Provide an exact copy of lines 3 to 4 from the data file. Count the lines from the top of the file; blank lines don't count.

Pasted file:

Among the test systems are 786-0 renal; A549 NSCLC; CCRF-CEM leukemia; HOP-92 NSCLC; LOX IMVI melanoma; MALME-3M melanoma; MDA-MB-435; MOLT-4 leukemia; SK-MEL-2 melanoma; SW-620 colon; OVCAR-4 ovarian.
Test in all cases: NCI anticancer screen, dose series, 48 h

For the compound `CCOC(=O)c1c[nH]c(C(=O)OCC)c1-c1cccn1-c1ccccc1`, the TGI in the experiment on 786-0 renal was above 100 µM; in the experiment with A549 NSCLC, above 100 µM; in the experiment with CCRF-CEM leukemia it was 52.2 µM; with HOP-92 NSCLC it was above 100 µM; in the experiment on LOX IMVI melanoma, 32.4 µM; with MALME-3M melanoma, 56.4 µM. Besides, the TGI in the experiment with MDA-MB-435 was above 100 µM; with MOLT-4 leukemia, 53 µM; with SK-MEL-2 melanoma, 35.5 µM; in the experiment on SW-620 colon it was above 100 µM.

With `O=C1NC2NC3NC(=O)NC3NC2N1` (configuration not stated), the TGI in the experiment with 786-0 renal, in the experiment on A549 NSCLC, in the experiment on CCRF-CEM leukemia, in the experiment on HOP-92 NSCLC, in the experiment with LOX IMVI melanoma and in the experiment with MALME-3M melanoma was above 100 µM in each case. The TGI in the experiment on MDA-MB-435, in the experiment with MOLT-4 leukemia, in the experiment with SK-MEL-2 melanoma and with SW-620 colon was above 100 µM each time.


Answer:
For the compound `CCOC(=O)c1c[nH]c(C(=O)OCC)c1-c1cccn1-c1ccccc1`, the TGI in the experiment on 786-0 renal was above 100 µM; in the experiment with A549 NSCLC, above 100 µM; in the experiment with CCRF-CEM leukemia it was 52.2 µM; with HOP-92 NSCLC it was above 100 µM; in the experiment on LOX IMVI melanoma, 32.4 µM; with MALME-3M melanoma, 56.4 µM. Besides, the TGI in the experiment with MDA-MB-435 was above 100 µM; with MOLT-4 leukemia, 53 µM; with SK-MEL-2 melanoma, 35.5 µM; in the experiment on SW-620 colon it was above 100 µM.

With `O=C1NC2NC3NC(=O)NC3NC2N1` (configuration not stated), the TGI in the experiment with 786-0 renal, in the experiment on A549 NSCLC, in the experiment on CCRF-CEM leukemia, in the experiment on HOP-92 NSCLC, in the experiment with LOX IMVI melanoma and in the experiment with MALME-3M melanoma was above 100 µM in each case. The TGI in the experiment on MDA-MB-435, in the experiment with MOLT-4 leukemia, in the experiment with SK-MEL-2 melanoma and with SW-620 colon was above 100 µM each time.